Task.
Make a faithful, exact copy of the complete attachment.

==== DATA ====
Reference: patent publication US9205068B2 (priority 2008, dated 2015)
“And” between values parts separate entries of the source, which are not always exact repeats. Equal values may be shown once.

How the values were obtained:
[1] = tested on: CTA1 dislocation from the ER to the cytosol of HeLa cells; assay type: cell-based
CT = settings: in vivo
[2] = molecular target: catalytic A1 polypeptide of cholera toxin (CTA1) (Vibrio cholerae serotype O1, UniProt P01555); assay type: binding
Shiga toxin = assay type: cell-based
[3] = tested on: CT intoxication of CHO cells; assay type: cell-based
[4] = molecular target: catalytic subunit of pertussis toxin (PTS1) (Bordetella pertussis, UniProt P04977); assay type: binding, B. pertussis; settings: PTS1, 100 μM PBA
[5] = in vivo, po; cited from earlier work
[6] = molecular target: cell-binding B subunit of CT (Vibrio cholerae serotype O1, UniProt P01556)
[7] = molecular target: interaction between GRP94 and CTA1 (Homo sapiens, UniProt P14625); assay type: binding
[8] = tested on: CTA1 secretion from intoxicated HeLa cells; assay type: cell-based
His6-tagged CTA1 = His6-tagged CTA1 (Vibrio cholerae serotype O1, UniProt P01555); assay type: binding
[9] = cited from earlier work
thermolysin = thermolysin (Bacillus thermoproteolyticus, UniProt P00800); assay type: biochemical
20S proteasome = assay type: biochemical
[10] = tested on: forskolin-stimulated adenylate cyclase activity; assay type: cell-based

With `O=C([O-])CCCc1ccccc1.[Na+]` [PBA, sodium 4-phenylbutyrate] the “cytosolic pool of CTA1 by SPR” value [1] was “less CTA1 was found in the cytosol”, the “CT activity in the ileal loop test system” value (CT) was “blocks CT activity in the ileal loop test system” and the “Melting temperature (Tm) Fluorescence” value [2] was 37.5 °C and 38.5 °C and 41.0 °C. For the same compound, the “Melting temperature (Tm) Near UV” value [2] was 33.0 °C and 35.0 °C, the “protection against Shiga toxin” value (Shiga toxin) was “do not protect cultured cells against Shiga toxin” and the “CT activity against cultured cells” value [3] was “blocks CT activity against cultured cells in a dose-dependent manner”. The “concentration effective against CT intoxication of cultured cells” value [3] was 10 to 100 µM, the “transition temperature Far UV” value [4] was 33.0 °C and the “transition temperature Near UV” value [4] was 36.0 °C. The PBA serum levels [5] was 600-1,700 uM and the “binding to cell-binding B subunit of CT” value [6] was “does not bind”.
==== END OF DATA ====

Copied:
Reference: patent publication US9205068B2 (priority 2008, dated 2015)
“And” between values parts separate entries of the source, which are not always exact repeats. Equal values may be shown once.

How the values were obtained:
[1] = tested on: CTA1 dislocation from the ER to the cytosol of HeLa cells; assay type: cell-based
CT = settings: in vivo
[2] = molecular target: catalytic A1 polypeptide of cholera toxin (CTA1) (Vibrio cholerae serotype O1, UniProt P01555); assay type: binding
Shiga toxin = assay type: cell-based
[3] = tested on: CT intoxication of CHO cells; assay type: cell-based
[4] = molecular target: catalytic subunit of pertussis toxin (PTS1) (Bordetella pertussis, UniProt P04977); assay type: binding, B. pertussis; settings: PTS1, 100 μM PBA
[5] = in vivo, po; cited from earlier work
[6] = molecular target: cell-binding B subunit of CT (Vibrio cholerae serotype O1, UniProt P01556)
[7] = molecular target: interaction between GRP94 and CTA1 (Homo sapiens, UniProt P14625); assay type: binding
[8] = tested on: CTA1 secretion from intoxicated HeLa cells; assay type: cell-based
His6-tagged CTA1 = His6-tagged CTA1 (Vibrio cholerae serotype O1, UniProt P01555); assay type: binding
[9] = cited from earlier work
thermolysin = thermolysin (Bacillus thermoproteolyticus, UniProt P00800); assay type: biochemical
20S proteasome = assay type: biochemical
[10] = tested on: forskolin-stimulated adenylate cyclase activity; assay type: cell-based

With `O=C([O-])CCCc1ccccc1.[Na+]` [PBA, sodium 4-phenylbutyrate] the “cytosolic pool of CTA1 by SPR” value [1] was “less CTA1 was found in the cytosol”, the “CT activity in the ileal loop test system” value (CT) was “blocks CT activity in the ileal loop test system” and the “Melting temperature (Tm) Fluorescence” value [2] was 37.5 °C and 38.5 °C and 41.0 °C. For the same compound, the “Melting temperature (Tm) Near UV” value [2] was 33.0 °C and 35.0 °C, the “protection against Shiga toxin” value (Shiga toxin) was “do not protect cultured cells against Shiga toxin” and the “CT activity against cultured cells” value [3] was “blocks CT activity against cultured cells in a dose-dependent manner”. The “concentration effective against CT intoxication of cultured cells” value [3] was 10 to 100 µM, the “transition temperature Far UV” value [4] was 33.0 °C and the “transition temperature Near UV” value [4] was 36.0 °C. The PBA serum levels [5] was 600-1,700 uM and the “binding to cell-binding B subunit of CT” value [6] was “does not bind”.